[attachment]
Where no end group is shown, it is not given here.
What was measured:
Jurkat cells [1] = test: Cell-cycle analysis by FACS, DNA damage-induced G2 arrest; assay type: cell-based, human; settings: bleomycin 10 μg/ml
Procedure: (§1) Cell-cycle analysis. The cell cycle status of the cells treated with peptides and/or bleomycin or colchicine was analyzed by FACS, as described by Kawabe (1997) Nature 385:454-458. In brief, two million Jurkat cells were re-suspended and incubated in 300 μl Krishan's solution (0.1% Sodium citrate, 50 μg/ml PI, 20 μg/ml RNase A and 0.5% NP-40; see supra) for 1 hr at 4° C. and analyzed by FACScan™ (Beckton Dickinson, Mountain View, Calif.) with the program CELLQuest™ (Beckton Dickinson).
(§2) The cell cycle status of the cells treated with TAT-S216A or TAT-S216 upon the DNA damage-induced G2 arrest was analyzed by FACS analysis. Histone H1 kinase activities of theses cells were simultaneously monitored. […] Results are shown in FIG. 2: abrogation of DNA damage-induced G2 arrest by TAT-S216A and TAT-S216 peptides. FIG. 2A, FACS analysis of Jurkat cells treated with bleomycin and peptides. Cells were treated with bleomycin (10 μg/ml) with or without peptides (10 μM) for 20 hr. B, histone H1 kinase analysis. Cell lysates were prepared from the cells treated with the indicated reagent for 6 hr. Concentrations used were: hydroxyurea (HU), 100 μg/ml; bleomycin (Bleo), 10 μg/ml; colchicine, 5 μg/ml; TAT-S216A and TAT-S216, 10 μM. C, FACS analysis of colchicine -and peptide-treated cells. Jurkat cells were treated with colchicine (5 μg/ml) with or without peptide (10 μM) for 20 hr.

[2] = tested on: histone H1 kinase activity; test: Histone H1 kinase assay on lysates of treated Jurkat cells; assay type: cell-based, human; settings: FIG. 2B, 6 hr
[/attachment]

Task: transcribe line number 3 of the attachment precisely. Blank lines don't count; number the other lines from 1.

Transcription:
Jurkat cells [1] = test: Cell-cycle analysis by FACS, DNA damage-induced G2 arrest; assay type: cell-based, human; settings: bleomycin 10 μg/ml